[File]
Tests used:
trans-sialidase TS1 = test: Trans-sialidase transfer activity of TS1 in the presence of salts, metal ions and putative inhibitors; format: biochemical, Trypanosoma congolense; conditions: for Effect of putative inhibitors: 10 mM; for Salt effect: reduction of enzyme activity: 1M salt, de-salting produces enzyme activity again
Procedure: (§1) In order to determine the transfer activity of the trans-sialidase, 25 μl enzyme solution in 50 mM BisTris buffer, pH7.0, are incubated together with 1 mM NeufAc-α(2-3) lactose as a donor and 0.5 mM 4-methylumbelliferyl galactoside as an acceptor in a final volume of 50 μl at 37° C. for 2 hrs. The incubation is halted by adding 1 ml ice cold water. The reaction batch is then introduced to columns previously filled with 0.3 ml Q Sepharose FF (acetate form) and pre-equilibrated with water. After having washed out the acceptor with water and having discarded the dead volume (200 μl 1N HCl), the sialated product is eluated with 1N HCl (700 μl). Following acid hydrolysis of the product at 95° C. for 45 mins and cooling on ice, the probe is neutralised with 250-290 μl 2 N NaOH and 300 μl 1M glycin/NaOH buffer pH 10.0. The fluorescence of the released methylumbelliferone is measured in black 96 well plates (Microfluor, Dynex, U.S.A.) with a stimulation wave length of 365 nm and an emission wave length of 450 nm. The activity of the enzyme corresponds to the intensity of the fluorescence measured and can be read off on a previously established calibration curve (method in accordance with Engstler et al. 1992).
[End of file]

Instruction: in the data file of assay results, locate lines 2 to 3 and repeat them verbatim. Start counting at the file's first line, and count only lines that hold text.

trans-sialidase TS1 = test: Trans-sialidase transfer activity of TS1 in the presence of salts, metal ions and putative inhibitors; format: biochemical, Trypanosoma congolense; conditions: for Effect of putative inhibitors: 10 mM; for Salt effect: reduction of enzyme activity: 1M salt, de-salting produces enzyme activity again
Procedure: (§1) In order to determine the transfer activity of the trans-sialidase, 25 μl enzyme solution in 50 mM BisTris buffer, pH7.0, are incubated together with 1 mM NeufAc-α(2-3) lactose as a donor and 0.5 mM 4-methylumbelliferyl galactoside as an acceptor in a final volume of 50 μl at 37° C. for 2 hrs. The incubation is halted by adding 1 ml ice cold water. The reaction batch is then introduced to columns previously filled with 0.3 ml Q Sepharose FF (acetate form) and pre-equilibrated with water. After having washed out the acceptor with water and having discarded the dead volume (200 μl 1N HCl), the sialated product is eluated with 1N HCl (700 μl). Following acid hydrolysis of the product at 95° C. for 45 mins and cooling on ice, the probe is neutralised with 250-290 μl 2 N NaOH and 300 μl 1M glycin/NaOH buffer pH 10.0. The fluorescence of the released methylumbelliferone is measured in black 96 well plates (Microfluor, Dynex, U.S.A.) with a stimulation wave length of 365 nm and an emission wave length of 450 nm. The activity of the enzyme corresponds to the intensity of the fluorescence measured and can be read off on a previously established calibration curve (method in accordance with Engstler et al. 1992).